“Good fences make good neighbors.”
“Love your neighbor; yet don’t pull down your hedge.”
"You get what you tolerate."
"Boundaries are a part of self-care. They are healthy, normal, and necessary.”
"Compassionate people ask for what they need. They say no when they need to, and when they say yes, they mean it. They’re compassionate because their boundaries keep them out of resentment."
"Daring to set boundaries is about having the courage to love ourselves even when we risk disappointing others."
"You have the right to say 'no' without feeling guilty."
-Manual J. Smith
Even though it sounds simple, setting and maintaining appropriate boundaries takes a lot of wisdom
This is especially true with our relationships that mean the most to us: our family (especially children and parents), our romantic partner, and our friends. Having good boundaries can also be an issue with bosses, reports, partners, colleagues, and other business relationships.
Personally, I still had problems setting appropriate boundaries with intimate relationships up until I was 53 years old.
Why is the boundary issue so problematic for many of us?
#1 problem: we'll feel guilty (these reasons are not in any particular order)
The title of Manual J. Smith's best-selling book, "When I Say No, I Feel Guilty" says it well. And the fundamental reason we feel guilty is because we've accepted the basic ethical, religious, and societal messages that we should put others before ourselves. That ethics makes it impossible to create and maintain good boundaries with others. That's why creating Oneself-Others integrity (see the OOI toolkit) is fundamental to being able to know how to create appropriate boundaries with others.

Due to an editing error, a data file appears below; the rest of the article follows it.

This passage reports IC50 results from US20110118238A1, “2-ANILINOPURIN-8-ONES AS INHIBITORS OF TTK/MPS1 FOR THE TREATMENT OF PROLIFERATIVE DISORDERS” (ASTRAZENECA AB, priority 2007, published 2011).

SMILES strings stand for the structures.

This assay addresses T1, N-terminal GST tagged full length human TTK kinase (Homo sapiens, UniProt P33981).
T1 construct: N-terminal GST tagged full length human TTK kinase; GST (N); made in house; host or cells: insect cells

#2 problem: we're trying to prove something
For me, my identity was attached to "being a good guy" or to "being a loving husband." When you're trying to prove something (you're a "good person," a "fair person," a "kind person," a "tolerant person,"...), then creating good boundaries with others where you're taking care of yourself (and even the relationship, especially long-term) easily becomes secondary.
A client recently told me that his nine-year-old granddaughter, who's living with him and his wife, lost/misplaced her smart watch. Rather impetuously he told her, "There's no TV for you until you've found your smart watch." Later that evening he was feeling guilty for having putting his foot down so hard and his granddaughter begged him to let her watch a show with him. He acquiesced.
#4 problem: we don't know how to set boundaries in a respectful and non-defensive way
#5 problem: we're attached to being with someone or frightened we'll lose something
#6 problem: we haven't developed the skills that are more likely to result in creating and maintaining the best boundaries, not only for you, but also for others with you
This link is a work in progress...to be continued soon...
Good boundaries: the basics